Here is our Response to the G-20 Delhi Declaration.
We went through very minutely the Delhi Declaration and found that in the outset it accepts the fact that agriculture is critical area of concern for all the developing and least developed countries. It also accepts that the developed countries follow trade-distorting policies in agriculture and there is a need to end this distortion to allow developing countries to integrate in the world trading system.
We also noticed that the G-20 is quite concerned about completing the negotiations on Agreement on Agriculture by 2006. The Declaration also specified that the _first approximation_ of the modalities will be ready by July 2005 and full modalities on agriculture (which, we believe, include – percentages for tariff and subsidy cuts, reduction formulae, criteria for domestic support, schedules, deadlines, and transition periods) will be achieved by December 2005 at the 6th Ministerial Conference.
On Cotton, the Delhi Declaration applauds the Appellate Body decision against the US for providing subsidies to its cotton growers, which has led to a drastic negative effect on the developing countries. The World Trade Organisation dispute panel confirmed in April 2004 that the subsidies of $12.5bn was given to the US cotton growers between 1999 and 2002 which boosted US exports and but it depressed prices at the expense of Brazilian and other producers. The WTO panel condemned not only direct cotton subsidies but US export credit guarantee programmes benefiting other commodities, which the US says total $3.5bn per year. The WTO Dispute panel also considered these to be subsidies and gave the US until July 1st, 2005 to withdraw them.
Despite the Dispute Panel ruling, the US has not yet withdrawn subsidies to its cotton farmers as well as other export credit guarantees programme benefiting other commodities. The excessive subsidies by the US for cotton has led to decline in international cotton prices which affect the cotton farmers not only in African countries but in India too. What plans does the G-20 have to force US to accept the Dispute Panel ruling and withdraw its subsidies to cotton growers? Furthermore, despite requests by West African cotton producing countries that cotton subsidies be treated as a separate issue, the US is maintaining its position that it be subsumed under the general AoA negotiations, thus indicating that the US has no intention of reducing its subsidies unless it gains market access in other areas. What is India_s and the G-20_s response to this?
into Blue Box. The Organization for Economic Cooperation and Development (OECD) reports in its review of US agricultural policy, _In 2004, a six fold increase in payments under the marketing loan and counter-cyclical programmes was triggered by lower prices which directly contradicted Doha objectives. Despite this, US tried to legitimize this increase.
Does the G-20 has any plan to counter the developed countries tactics of shifting farm subsidies from one box to another. If Blue Box expansion results in greater trade distortion and the U.S. succeeds in imposing the expanded Blue Box on the rest of the WTO members, what can the G20 do to counter this reversal of trade reforms. If this trend continues then is there any relief to the farmers in the third world / developing countries who would continue to perish due to non-remunerative agriculture prices triggered by the huge subsidies in the form of domestic support given by the developed countries to their farmers?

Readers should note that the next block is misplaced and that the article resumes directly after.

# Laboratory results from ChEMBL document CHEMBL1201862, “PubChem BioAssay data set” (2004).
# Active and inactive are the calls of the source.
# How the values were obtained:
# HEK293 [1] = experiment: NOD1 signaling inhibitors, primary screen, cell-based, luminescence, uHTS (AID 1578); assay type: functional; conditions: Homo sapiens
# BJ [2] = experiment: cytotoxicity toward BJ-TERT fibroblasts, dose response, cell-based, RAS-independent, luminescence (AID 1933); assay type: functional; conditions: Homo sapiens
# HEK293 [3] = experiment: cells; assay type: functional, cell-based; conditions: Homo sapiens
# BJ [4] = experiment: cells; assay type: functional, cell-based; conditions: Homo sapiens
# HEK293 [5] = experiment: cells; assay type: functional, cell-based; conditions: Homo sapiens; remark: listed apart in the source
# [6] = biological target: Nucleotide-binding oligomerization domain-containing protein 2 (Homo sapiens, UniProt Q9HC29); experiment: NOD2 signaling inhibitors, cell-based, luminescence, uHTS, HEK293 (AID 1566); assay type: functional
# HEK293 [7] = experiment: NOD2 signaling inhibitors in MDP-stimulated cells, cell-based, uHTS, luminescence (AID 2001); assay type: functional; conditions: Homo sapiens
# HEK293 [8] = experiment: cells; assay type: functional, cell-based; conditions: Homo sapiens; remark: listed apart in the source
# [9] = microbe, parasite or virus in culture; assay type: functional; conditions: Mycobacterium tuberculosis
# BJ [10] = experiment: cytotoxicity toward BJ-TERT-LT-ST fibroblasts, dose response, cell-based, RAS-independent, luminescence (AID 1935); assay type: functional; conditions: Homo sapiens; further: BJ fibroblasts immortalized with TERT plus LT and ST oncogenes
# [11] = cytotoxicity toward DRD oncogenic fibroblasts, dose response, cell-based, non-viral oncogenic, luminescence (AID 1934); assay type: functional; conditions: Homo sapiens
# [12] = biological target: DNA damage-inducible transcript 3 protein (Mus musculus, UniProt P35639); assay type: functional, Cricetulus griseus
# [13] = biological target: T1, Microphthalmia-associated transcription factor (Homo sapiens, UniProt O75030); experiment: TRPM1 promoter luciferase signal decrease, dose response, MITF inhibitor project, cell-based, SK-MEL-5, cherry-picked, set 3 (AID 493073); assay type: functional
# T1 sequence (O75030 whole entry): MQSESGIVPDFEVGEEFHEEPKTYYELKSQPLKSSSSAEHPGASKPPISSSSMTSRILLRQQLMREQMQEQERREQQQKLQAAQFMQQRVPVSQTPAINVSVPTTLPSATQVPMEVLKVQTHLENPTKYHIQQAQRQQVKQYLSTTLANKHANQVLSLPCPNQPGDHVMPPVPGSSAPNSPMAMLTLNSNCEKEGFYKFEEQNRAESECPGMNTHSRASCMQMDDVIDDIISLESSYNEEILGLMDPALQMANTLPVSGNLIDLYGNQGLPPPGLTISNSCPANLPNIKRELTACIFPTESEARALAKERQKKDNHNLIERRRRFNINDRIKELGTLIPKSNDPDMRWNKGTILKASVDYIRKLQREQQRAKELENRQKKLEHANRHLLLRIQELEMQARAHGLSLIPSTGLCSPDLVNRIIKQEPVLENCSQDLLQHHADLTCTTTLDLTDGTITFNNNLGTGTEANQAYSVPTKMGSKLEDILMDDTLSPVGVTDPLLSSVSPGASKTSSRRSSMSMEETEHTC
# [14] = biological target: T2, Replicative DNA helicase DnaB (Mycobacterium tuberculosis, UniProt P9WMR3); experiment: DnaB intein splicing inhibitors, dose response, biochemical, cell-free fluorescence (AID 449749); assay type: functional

The Delhi Declaration says that the Green Box should accommodate development programmes in developing countries and the developing countries should not be required to reduce ‘de minimis’ support.
In the developing countries the de-minimis threshold is 10 percent but there is hardly any third world country which provides a domestic support under the Green Box even upto its fixed threshold limit. We would like to know from you what percentage of the de-minimis support is given to the Indian farmers and how it is benefiting them and to what extent.
A country like India which was providing domestic support of about 7% and it was much within the reduction commitment for developing countries has further reduced its domestic support to the farmers, and presently India is giving only 4.5% of the domestic support to agriculture which in fact are not given to the farmers directly but to the input industry producing fertilizers and pesticides. In any case, India provides only $1 billion worth of indirect subsidies to approximately 550 billion farmers. The Indian farmers do not have any sort of protection from the distorting trade practices followed by the developed countries, neither do we have any safeguard mechanism in place to protect our farmers from cheap imports, and our tariff structure is quite low, nor are we protected from the aggravation in the decline of international prices of the agriculture commodities. Will the Indian government, in order to protect its farmers, reinstate quantitative restriction which would provide a safety net to us from increasing surge in imports, the resultant decline in domestic prices and reduction in number of farmers suicides? On Export Subsidies, the Delhi Declaration calls for an "immediate standstill commitment on all forms of export subsidies." The EU has recently reintroduced export subsidies on wheat. The declaration further says export subsidies should be eliminated within five years, with significant reductions to come sooner rather than later. Though the G-20 has set a very optimistic goal but the implementing countries are mostly first world countries.